Wednesday, July 30, 2014

The team leader - the linchpin in business success

The World English Dictionary defines a linchpin as
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"a person or thing regarded as essential or coordinating element of the company."  Author and business guru Seth Godin urges you to develop yourself into a Linchpin in his book - someone who is indispensable in your company, your community, and your market.

We're talking about team leaders as the linchpins.  You can hold any spot on your company or organization's org chart and fulfill the function of team leader.  Some of your team leadership roles are prescribed in your position description, but some of them are less formally defined as project groups come and go, and as special assignments emerge and are completed.

The focus of the team leader role in today's post is the person in the middle of the company - either a front-line supervisor or middle manager.  The reason why this individual is a linchpin is that he is a hub for communication and relationship building that is necessary to get work done.

Communication upward
The team leader's manager is his or her first customer, before external customers ever see the benefit of the team leader's work product.  Right or wrong, the boss is the first person whose expectations need to be met. An indispensable team leader is proactive about providing information upward in the organization so his or her manager doesn't have to guess about what's happening in the team leader's area of responsibility.  Communication upward about what's happening helps to develop trust in the team leader's capabilities.

Communication laterally
Rarely is the team leader running the only team in the company.  There are other functions, other teams, that are part of the process of providing products and services to customers.  Resources can sometimes be shared among functional groups, or customer problems solved that cross departmental lines. There is potential to create greater efficiency in the production process and financial savings for the company overall.  But without a foundation of open communication among team leaders the opportunities will not be recognized.  Moreover, the willingness to collaborate is dependent upon positive cross-functional relationships. 

Communication into the team
Team members look to their team leaders for several purposes.  Team members need to know what is expected.  They need the resources to do their work effectively.  Sometimes they need someone to advocate on their behalf in the larger organizational structure, or across to other functional groups.  The team leader who is effective keeps the team members in the loop, helping them to see how their efforts contribute to the larger organization's success.  He or she provides performance feedback (congratulatory or corrective) so team members can continue to improve results.  And the effective team leader devotes time to listen to the team members.  She knows that although she is only one step removed from the immediate concerns of the front line, that one step obscures some of her view of where the problems are or where the opportunities for improvement might lie.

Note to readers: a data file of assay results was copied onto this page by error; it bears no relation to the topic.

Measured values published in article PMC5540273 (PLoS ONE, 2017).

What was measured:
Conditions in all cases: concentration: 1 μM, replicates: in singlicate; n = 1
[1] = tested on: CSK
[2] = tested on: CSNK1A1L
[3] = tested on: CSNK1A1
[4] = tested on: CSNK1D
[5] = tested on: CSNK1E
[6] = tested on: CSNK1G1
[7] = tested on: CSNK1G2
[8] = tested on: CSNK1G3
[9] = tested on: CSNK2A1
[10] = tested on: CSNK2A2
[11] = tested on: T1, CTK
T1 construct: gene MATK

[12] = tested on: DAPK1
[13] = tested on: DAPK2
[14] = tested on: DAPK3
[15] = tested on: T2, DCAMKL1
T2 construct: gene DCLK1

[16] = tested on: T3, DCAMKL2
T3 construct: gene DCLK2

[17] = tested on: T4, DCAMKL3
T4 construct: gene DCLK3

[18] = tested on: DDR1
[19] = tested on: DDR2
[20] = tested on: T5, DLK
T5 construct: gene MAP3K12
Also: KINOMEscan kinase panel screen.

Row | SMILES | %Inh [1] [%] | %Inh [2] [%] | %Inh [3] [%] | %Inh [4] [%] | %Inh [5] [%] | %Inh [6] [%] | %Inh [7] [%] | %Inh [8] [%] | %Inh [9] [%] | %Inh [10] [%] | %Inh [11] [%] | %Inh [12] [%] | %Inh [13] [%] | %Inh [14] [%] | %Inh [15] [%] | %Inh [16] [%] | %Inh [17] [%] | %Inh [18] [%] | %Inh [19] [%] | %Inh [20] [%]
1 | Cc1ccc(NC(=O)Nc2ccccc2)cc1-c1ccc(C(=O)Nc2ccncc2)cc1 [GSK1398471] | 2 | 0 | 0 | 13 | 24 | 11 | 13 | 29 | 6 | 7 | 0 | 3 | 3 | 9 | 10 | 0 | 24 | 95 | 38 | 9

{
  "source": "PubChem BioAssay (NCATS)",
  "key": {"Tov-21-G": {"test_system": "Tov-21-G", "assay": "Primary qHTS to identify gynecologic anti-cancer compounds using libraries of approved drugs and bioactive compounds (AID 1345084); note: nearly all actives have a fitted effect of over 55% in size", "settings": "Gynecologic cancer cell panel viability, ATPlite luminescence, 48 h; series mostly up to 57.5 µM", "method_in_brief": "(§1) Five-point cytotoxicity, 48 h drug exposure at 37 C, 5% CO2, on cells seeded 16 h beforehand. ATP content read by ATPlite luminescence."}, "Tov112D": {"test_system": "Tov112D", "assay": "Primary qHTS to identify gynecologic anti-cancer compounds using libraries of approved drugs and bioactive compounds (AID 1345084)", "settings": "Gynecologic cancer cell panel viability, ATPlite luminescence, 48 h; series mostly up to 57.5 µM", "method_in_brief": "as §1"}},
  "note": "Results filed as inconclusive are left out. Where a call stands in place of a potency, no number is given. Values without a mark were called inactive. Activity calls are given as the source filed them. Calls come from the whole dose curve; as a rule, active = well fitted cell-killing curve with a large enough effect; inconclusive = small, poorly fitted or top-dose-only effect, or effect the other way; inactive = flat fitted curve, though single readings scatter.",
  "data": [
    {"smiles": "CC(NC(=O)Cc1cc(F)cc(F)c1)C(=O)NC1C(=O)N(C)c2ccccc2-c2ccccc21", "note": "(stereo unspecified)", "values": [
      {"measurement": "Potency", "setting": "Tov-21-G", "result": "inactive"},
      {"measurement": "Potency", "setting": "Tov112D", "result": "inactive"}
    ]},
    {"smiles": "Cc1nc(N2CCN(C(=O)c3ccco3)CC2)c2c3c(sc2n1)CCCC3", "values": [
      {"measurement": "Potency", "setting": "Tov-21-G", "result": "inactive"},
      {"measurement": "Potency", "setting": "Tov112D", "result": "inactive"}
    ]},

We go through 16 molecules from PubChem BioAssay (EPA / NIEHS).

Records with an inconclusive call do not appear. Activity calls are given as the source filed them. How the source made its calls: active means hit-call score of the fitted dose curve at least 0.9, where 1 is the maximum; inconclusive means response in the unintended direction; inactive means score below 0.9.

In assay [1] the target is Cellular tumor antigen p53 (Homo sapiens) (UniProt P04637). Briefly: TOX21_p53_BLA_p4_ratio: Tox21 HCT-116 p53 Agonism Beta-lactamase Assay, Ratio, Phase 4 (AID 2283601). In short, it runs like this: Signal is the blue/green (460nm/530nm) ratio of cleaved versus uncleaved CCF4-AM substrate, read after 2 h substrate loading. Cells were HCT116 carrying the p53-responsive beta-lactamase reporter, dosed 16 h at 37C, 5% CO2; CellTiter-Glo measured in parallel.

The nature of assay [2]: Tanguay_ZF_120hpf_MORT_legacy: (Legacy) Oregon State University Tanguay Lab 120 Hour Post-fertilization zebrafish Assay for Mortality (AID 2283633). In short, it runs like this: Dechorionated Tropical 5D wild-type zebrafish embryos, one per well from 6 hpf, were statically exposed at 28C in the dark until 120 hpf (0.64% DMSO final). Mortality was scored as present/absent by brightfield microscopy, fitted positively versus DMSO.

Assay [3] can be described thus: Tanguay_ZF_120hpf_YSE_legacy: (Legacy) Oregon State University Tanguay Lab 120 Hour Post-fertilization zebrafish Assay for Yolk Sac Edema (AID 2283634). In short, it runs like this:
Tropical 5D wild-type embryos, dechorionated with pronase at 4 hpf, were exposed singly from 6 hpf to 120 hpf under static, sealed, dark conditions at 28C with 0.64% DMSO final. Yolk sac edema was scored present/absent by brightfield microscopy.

You and your team leaders can become even more effective at being the hub for the internal communication and relationship building processes in your business.  Click this LINK for information about Summit's upcoming Team Leadership workshop series.

Tuesday, July 29, 2014

The pull of universal unacknowledged needs

Wow, sounds like a sales bonanza, doesn't it?  Universal needs - everyone must have whatever it is.  What are the truly universal needs?  Water?  Food?  Shelter?  Wouldn't it be great to be involved in one of those industries where everybody has to have one, or better yet, a constant stream of it?
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Yes, but what kind of water?  What kind of food?  What kind of shelter?  You might sell sushi, and although sushi is food - a delicacy in some minds - it's not the kind of food that some people want to eat.  Sooo, the need for food is universal for sustenance purposes but the desire for sushi is not.  
Maybe there are people out there who would thoroughly enjoy sushi but who have never had the opportunity to taste it.  They have no idea just how delicious it is, not to mention nourishing.  These folks might need a taste of sushi, or a recommendation from someone they trust to convince them to try it for the first time.

Sushi and food are not both needs.  Food is a need and sushi is a want.  Transportation is a need and a Mustang is a want.  Shelter is a need and a McMansion is a want.  You won't die if you don't get what you want, even though you might feel like you can't survive without a Louis Vuitton purse.  You will, however, likely suffer if you don't have what you need.

Consider for a moment the less tangible needs - love, respect, friendship, trust.  They are universal because every person needs them, but in their absence in individual doesn't often realize what's missing.  The person feels discomfort, some sort of emotional turmoil or hole, but they tend only to notice the symptoms.  They realize that they sweat profusely when interacting with a certain individual, or that they feel a bit nauseated when they are preparing to leave for work in the morning.

Something is wrong.  They have a problem - but they have not yet connected it on a conscious level to an unmet intangible need.  Until they make a connection to the cause of their distress they will typically treat the symptoms.  They will fight the sweating symptom with antiperspirant, and they will treat the nausea with antacids.  Neither the antiperspirant nor the antacids will provide what they need.  And the moment they stop applying the remedies to the symptoms the symptoms will reappear.

It's often difficult to make the connection between symptoms (problems) and unmet needs from close up. In the case of intangible needs, the individual's own emotions prevent him or her from seeing clearly. Often it takes another individual, a neutral party, to look at the situation from the outside and to ask questions that help the individual identify the unmet need behind the presenting symptoms.